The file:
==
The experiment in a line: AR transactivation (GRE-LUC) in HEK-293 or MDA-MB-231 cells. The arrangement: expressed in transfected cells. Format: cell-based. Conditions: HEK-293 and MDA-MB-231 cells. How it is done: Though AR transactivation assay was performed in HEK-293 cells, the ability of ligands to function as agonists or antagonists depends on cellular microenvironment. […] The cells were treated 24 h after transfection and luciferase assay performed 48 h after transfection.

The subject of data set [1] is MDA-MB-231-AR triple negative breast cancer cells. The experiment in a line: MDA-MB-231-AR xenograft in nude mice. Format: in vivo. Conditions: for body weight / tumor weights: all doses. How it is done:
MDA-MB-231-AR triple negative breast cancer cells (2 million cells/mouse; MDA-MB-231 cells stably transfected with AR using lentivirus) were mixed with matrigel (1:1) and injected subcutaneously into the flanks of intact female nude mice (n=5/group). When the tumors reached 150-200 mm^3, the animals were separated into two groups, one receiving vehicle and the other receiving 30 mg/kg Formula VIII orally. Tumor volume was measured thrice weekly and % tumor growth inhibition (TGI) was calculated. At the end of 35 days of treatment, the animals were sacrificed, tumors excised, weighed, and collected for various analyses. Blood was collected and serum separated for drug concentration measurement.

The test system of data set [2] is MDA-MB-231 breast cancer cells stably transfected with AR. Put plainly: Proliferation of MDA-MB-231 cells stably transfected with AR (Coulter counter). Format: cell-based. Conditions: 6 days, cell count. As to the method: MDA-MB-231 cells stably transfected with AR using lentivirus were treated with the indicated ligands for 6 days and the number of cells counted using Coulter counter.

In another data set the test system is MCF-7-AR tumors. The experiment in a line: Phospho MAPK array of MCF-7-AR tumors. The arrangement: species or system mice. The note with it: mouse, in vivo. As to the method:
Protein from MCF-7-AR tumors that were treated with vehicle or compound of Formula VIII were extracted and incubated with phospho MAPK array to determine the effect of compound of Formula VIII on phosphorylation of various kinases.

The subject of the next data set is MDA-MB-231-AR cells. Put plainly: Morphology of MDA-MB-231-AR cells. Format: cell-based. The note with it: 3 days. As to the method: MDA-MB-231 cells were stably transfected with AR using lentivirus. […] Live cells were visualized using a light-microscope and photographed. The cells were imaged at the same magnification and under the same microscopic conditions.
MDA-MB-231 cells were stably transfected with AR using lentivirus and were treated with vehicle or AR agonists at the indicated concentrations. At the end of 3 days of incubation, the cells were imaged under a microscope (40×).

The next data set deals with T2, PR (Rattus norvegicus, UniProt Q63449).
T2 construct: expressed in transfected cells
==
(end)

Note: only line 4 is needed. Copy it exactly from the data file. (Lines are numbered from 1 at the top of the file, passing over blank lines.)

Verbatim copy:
The test system of data set [2] is MDA-MB-231 breast cancer cells stably transfected with AR. Put plainly: Proliferation of MDA-MB-231 cells stably transfected with AR (Coulter counter). Format: cell-based. Conditions: 6 days, cell count. As to the method: MDA-MB-231 cells stably transfected with AR using lentivirus were treated with the indicated ligands for 6 days and the number of cells counted using Coulter counter.